The incredible independent life of Tupperware

11 Dec

Basically my cupboard, but without enough spare lidsMy plan was simple this week: rationalise the Tupperware.  My mum had donated a set of co-ordinating, fitted Tupperware items which stacked inside one another, including lids, greatly increasing the potential for all our storage kits to fit within one small pile, rather than to have them stashed away, willy-nilly and, indeed, teetering on the brink of collapse, on a scarcely-reachable shelf in the cupboard (new kitchen is very high up on my wish list, although one below ‘garage conversion’, which is not a euphemism for any kind of ‘personal’ plastic surgery, which has been suggested on occasion, but literally a desire to turn our garage into an inhabitable room, rather than an Arctic waste of things I didn’t know I owned).

But where, oh where, oh where, are all the existing Tupperware lids?  And where do the lids that don’t fit any of the existing Tupperware containers come from?  There don’t seem to be any missing containers (not that I can recall), but there is lids galore. And there is also containers galore, which the off-sized lids fail to fit.

Which, however, came first, the container or the lid?  This conundrum has been puzzling me all day.

It is Tupperware’s strange behaviour that has alerted me to a similar phenomenon across the kitchen accessories overall.  Pans minus lids – and pan lids are big, where can they go? That isn’t one to blame on the dishwasher; unfamiliar glass receptacles; less Champagne flutes than I was expecting; unidentified spatula-style utensils – they’re all part of the same classification of Unclassifiable Inanimate Objects (if you can have a classification of the unclassifiable – please allow me, for the purposes of this piece).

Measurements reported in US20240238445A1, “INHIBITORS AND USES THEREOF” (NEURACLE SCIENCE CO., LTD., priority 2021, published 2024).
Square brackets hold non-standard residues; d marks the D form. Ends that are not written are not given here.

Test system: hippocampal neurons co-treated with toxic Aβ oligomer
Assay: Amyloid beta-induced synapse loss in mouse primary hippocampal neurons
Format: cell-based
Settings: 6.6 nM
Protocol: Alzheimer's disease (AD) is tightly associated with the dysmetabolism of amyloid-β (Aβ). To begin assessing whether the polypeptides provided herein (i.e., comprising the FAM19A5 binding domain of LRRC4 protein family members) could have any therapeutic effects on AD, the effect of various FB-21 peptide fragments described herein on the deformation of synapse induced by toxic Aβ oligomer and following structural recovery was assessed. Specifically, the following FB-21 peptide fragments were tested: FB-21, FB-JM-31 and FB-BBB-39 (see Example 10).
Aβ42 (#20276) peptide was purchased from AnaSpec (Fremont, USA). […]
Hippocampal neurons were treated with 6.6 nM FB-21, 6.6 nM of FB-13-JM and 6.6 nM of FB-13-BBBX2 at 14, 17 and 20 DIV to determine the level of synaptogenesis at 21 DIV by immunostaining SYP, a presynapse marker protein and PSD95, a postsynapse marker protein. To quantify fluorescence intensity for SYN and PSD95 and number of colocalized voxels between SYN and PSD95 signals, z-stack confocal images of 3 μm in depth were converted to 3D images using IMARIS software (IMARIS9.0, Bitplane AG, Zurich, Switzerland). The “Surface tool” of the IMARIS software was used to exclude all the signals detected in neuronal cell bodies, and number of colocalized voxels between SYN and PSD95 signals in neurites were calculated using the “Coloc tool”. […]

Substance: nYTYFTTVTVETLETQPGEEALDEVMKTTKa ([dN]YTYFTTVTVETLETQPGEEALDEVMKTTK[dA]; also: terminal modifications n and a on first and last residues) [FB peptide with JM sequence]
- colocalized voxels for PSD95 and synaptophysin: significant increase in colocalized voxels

So I think I will start a therapy group for Confused and Confusing Kitchen Items. I will bring the ungrouped and the oddities together and help them to find a use for themselves by teaming them up with others without a logical second, third or fourth part to their name.  It is possible that in this process I will discover a new unbeatable kitchenware opportunity: Champagne from a small Tupperware pot, for example, as the fourth ‘glass’ in the set, for those guests who you simply can’t trust with your Waterfords.  Or a Tupperware lid joining the spatula and scraper collection as a giant flipper, to chisel off Spanish omelettes that have adhered to the frying pan. That sort of thing. It strikes me that the market is endless – and judging from the ubiquity of ‘gadgets you never knew you needed’ store Lakeland, these are products that might just strike a chord. Next stop Dragons Den, perhaps.


One Response to “The incredible independent life of Tupperware”

  1. Everything is very open with a very clear description of the issues.
    It was really informative. Your website is extremely helpful.
    Thanks for sharing!

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